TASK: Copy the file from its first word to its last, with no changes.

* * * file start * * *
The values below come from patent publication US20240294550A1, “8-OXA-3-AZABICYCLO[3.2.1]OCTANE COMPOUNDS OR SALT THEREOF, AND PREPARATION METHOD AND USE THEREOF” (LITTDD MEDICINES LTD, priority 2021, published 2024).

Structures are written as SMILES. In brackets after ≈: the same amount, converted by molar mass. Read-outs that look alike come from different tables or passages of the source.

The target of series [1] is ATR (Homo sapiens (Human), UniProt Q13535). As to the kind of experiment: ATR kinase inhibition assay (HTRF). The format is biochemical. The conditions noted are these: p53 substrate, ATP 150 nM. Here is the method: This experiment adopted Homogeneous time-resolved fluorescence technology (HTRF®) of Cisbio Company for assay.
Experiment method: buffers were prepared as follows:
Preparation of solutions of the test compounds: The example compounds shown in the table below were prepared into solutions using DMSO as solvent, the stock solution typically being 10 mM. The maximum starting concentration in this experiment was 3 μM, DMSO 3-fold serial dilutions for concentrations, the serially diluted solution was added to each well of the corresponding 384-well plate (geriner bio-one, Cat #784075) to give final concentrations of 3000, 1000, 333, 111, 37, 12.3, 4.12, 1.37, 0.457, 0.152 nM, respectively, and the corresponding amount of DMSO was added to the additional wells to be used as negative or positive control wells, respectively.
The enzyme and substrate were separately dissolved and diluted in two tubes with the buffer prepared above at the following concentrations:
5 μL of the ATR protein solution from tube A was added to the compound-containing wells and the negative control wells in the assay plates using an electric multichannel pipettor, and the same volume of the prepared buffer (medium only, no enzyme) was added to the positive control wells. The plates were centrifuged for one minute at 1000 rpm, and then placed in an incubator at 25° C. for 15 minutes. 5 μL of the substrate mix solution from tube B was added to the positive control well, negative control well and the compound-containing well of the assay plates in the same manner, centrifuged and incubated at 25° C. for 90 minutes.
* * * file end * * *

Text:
The values below come from patent publication US20240294550A1, “8-OXA-3-AZABICYCLO[3.2.1]OCTANE COMPOUNDS OR SALT THEREOF, AND PREPARATION METHOD AND USE THEREOF” (LITTDD MEDICINES LTD, priority 2021, published 2024).

Structures are written as SMILES. In brackets after ≈: the same amount, converted by molar mass. Read-outs that look alike come from different tables or passages of the source.

The target of series [1] is ATR (Homo sapiens (Human), UniProt Q13535). As to the kind of experiment: ATR kinase inhibition assay (HTRF). The format is biochemical. The conditions noted are these: p53 substrate, ATP 150 nM. Here is the method: This experiment adopted Homogeneous time-resolved fluorescence technology (HTRF®) of Cisbio Company for assay.
Experiment method: buffers were prepared as follows:
Preparation of solutions of the test compounds: The example compounds shown in the table below were prepared into solutions using DMSO as solvent, the stock solution typically being 10 mM. The maximum starting concentration in this experiment was 3 μM, DMSO 3-fold serial dilutions for concentrations, the serially diluted solution was added to each well of the corresponding 384-well plate (geriner bio-one, Cat #784075) to give final concentrations of 3000, 1000, 333, 111, 37, 12.3, 4.12, 1.37, 0.457, 0.152 nM, respectively, and the corresponding amount of DMSO was added to the additional wells to be used as negative or positive control wells, respectively.
The enzyme and substrate were separately dissolved and diluted in two tubes with the buffer prepared above at the following concentrations:
5 μL of the ATR protein solution from tube A was added to the compound-containing wells and the negative control wells in the assay plates using an electric multichannel pipettor, and the same volume of the prepared buffer (medium only, no enzyme) was added to the positive control wells. The plates were centrifuged for one minute at 1000 rpm, and then placed in an incubator at 25° C. for 15 minutes. 5 μL of the substrate mix solution from tube B was added to the positive control well, negative control well and the compound-containing well of the assay plates in the same manner, centrifuged and incubated at 25° C. for 90 minutes.